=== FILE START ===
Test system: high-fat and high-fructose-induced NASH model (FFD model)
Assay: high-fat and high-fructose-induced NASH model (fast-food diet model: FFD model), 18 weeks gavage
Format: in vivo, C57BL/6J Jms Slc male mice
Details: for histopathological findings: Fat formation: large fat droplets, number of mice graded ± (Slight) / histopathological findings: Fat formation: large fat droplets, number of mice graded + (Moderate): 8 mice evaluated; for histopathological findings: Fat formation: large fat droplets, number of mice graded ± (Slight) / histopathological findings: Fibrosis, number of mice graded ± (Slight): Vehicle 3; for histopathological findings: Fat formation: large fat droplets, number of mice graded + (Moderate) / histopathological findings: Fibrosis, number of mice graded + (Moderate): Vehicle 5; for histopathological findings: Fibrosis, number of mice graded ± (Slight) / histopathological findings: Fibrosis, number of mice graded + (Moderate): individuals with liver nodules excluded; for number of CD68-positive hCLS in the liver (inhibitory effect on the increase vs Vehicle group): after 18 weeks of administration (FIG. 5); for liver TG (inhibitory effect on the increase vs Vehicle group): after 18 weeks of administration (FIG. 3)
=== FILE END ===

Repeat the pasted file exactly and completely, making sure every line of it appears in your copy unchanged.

Test system: high-fat and high-fructose-induced NASH model (FFD model)
Assay: high-fat and high-fructose-induced NASH model (fast-food diet model: FFD model), 18 weeks gavage
Format: in vivo, C57BL/6J Jms Slc male mice
Details: for histopathological findings: Fat formation: large fat droplets, number of mice graded ± (Slight) / histopathological findings: Fat formation: large fat droplets, number of mice graded + (Moderate): 8 mice evaluated; for histopathological findings: Fat formation: large fat droplets, number of mice graded ± (Slight) / histopathological findings: Fibrosis, number of mice graded ± (Slight): Vehicle 3; for histopathological findings: Fat formation: large fat droplets, number of mice graded + (Moderate) / histopathological findings: Fibrosis, number of mice graded + (Moderate): Vehicle 5; for histopathological findings: Fibrosis, number of mice graded ± (Slight) / histopathological findings: Fibrosis, number of mice graded + (Moderate): individuals with liver nodules excluded; for number of CD68-positive hCLS in the liver (inhibitory effect on the increase vs Vehicle group): after 18 weeks of administration (FIG. 5); for liver TG (inhibitory effect on the increase vs Vehicle group): after 18 weeks of administration (FIG. 3)